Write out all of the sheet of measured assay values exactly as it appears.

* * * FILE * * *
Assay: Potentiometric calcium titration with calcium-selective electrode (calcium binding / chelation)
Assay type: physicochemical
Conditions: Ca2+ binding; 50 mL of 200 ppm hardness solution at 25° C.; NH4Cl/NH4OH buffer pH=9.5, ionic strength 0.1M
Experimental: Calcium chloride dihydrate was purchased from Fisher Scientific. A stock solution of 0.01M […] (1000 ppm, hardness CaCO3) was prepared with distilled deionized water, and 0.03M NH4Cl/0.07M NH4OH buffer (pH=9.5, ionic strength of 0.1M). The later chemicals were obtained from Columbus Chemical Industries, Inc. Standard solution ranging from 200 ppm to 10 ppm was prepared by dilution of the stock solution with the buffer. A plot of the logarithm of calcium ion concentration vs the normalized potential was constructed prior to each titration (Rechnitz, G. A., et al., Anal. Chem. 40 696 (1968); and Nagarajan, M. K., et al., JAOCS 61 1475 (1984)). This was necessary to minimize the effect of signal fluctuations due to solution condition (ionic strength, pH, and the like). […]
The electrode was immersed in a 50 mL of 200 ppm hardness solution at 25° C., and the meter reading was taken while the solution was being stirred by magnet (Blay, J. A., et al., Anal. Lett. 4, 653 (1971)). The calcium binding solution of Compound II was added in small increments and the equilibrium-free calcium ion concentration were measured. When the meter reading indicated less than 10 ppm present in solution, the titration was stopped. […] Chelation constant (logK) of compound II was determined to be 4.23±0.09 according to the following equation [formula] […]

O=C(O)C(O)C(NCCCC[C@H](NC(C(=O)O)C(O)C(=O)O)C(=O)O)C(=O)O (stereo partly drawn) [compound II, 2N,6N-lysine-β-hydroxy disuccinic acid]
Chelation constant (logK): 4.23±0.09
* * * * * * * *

Assay: Potentiometric calcium titration with calcium-selective electrode (calcium binding / chelation)
Assay type: physicochemical
Conditions: Ca2+ binding; 50 mL of 200 ppm hardness solution at 25° C.; NH4Cl/NH4OH buffer pH=9.5, ionic strength 0.1M
Experimental: Calcium chloride dihydrate was purchased from Fisher Scientific. A stock solution of 0.01M […] (1000 ppm, hardness CaCO3) was prepared with distilled deionized water, and 0.03M NH4Cl/0.07M NH4OH buffer (pH=9.5, ionic strength of 0.1M). The later chemicals were obtained from Columbus Chemical Industries, Inc. Standard solution ranging from 200 ppm to 10 ppm was prepared by dilution of the stock solution with the buffer. A plot of the logarithm of calcium ion concentration vs the normalized potential was constructed prior to each titration (Rechnitz, G. A., et al., Anal. Chem. 40 696 (1968); and Nagarajan, M. K., et al., JAOCS 61 1475 (1984)). This was necessary to minimize the effect of signal fluctuations due to solution condition (ionic strength, pH, and the like). […]
The electrode was immersed in a 50 mL of 200 ppm hardness solution at 25° C., and the meter reading was taken while the solution was being stirred by magnet (Blay, J. A., et al., Anal. Lett. 4, 653 (1971)). The calcium binding solution of Compound II was added in small increments and the equilibrium-free calcium ion concentration were measured. When the meter reading indicated less than 10 ppm present in solution, the titration was stopped. […] Chelation constant (logK) of compound II was determined to be 4.23±0.09 according to the following equation [formula] […]

O=C(O)C(O)C(NCCCC[C@H](NC(C(=O)O)C(O)C(=O)O)C(=O)O)C(=O)O (stereo partly drawn) [compound II, 2N,6N-lysine-β-hydroxy disuccinic acid]
Chelation constant (logK): 4.23±0.09